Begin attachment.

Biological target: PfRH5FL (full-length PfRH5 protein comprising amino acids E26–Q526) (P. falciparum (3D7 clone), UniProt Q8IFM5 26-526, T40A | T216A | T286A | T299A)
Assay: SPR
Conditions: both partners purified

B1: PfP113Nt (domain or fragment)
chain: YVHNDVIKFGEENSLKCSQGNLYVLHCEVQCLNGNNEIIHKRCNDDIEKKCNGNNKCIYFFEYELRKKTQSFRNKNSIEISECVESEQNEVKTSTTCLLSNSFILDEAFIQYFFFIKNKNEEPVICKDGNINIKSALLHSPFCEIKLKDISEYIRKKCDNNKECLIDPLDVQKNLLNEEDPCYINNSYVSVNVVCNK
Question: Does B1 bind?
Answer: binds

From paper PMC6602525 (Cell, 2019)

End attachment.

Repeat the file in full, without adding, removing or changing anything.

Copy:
Biological target: PfRH5FL (full-length PfRH5 protein comprising amino acids E26–Q526) (P. falciparum (3D7 clone), UniProt Q8IFM5 26-526, T40A | T216A | T286A | T299A)
Assay: SPR
Conditions: both partners purified

B1: PfP113Nt (domain or fragment)
chain: YVHNDVIKFGEENSLKCSQGNLYVLHCEVQCLNGNNEIIHKRCNDDIEKKCNGNNKCIYFFEYELRKKTQSFRNKNSIEISECVESEQNEVKTSTTCLLSNSFILDEAFIQYFFFIKNKNEEPVICKDGNINIKSALLHSPFCEIKLKDISEYIRKKCDNNKECLIDPLDVQKNLLNEEDPCYINNSYVSVNVVCNK
Question: Does B1 bind?
Answer: binds

From paper PMC6602525 (Cell, 2019)